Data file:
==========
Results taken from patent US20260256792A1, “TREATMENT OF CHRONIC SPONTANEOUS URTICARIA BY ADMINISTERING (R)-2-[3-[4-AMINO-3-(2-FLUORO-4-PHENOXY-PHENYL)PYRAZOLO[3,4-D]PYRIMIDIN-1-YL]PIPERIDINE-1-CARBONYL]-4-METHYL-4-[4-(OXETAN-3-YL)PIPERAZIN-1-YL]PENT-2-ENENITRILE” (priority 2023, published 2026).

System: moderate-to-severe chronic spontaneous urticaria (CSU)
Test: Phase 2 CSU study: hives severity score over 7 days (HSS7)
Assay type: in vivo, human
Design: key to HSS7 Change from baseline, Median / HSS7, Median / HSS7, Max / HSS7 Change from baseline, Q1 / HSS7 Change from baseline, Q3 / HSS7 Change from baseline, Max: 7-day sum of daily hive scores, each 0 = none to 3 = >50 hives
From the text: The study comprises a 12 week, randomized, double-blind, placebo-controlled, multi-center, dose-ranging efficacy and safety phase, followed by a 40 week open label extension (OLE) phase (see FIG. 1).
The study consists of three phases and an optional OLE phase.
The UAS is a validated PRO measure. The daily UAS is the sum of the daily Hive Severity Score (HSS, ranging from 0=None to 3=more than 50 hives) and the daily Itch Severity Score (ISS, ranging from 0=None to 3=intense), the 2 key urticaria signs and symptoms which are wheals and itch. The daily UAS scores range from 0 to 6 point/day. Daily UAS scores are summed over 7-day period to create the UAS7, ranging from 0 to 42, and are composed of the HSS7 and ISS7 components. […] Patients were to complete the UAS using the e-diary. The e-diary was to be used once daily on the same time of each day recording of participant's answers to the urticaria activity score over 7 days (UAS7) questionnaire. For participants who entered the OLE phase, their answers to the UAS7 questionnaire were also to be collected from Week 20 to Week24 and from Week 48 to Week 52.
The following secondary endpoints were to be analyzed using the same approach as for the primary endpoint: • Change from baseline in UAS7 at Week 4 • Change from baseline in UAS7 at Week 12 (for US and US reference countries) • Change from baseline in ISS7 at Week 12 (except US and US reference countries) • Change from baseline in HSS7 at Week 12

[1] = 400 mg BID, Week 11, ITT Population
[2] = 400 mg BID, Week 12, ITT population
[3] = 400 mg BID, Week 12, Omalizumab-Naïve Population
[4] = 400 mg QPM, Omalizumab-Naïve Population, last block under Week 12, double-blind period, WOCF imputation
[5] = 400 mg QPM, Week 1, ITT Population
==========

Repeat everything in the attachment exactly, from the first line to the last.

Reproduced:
Results taken from patent US20260256792A1, “TREATMENT OF CHRONIC SPONTANEOUS URTICARIA BY ADMINISTERING (R)-2-[3-[4-AMINO-3-(2-FLUORO-4-PHENOXY-PHENYL)PYRAZOLO[3,4-D]PYRIMIDIN-1-YL]PIPERIDINE-1-CARBONYL]-4-METHYL-4-[4-(OXETAN-3-YL)PIPERAZIN-1-YL]PENT-2-ENENITRILE” (priority 2023, published 2026).

System: moderate-to-severe chronic spontaneous urticaria (CSU)
Test: Phase 2 CSU study: hives severity score over 7 days (HSS7)
Assay type: in vivo, human
Design: key to HSS7 Change from baseline, Median / HSS7, Median / HSS7, Max / HSS7 Change from baseline, Q1 / HSS7 Change from baseline, Q3 / HSS7 Change from baseline, Max: 7-day sum of daily hive scores, each 0 = none to 3 = >50 hives
From the text: The study comprises a 12 week, randomized, double-blind, placebo-controlled, multi-center, dose-ranging efficacy and safety phase, followed by a 40 week open label extension (OLE) phase (see FIG. 1).
The study consists of three phases and an optional OLE phase.
The UAS is a validated PRO measure. The daily UAS is the sum of the daily Hive Severity Score (HSS, ranging from 0=None to 3=more than 50 hives) and the daily Itch Severity Score (ISS, ranging from 0=None to 3=intense), the 2 key urticaria signs and symptoms which are wheals and itch. The daily UAS scores range from 0 to 6 point/day. Daily UAS scores are summed over 7-day period to create the UAS7, ranging from 0 to 42, and are composed of the HSS7 and ISS7 components. […] Patients were to complete the UAS using the e-diary. The e-diary was to be used once daily on the same time of each day recording of participant's answers to the urticaria activity score over 7 days (UAS7) questionnaire. For participants who entered the OLE phase, their answers to the UAS7 questionnaire were also to be collected from Week 20 to Week24 and from Week 48 to Week 52.
The following secondary endpoints were to be analyzed using the same approach as for the primary endpoint: • Change from baseline in UAS7 at Week 4 • Change from baseline in UAS7 at Week 12 (for US and US reference countries) • Change from baseline in ISS7 at Week 12 (except US and US reference countries) • Change from baseline in HSS7 at Week 12

[1] = 400 mg BID, Week 11, ITT Population
[2] = 400 mg BID, Week 12, ITT population
[3] = 400 mg BID, Week 12, Omalizumab-Naïve Population
[4] = 400 mg QPM, Omalizumab-Naïve Population, last block under Week 12, double-blind period, WOCF imputation
[5] = 400 mg QPM, Week 1, ITT Population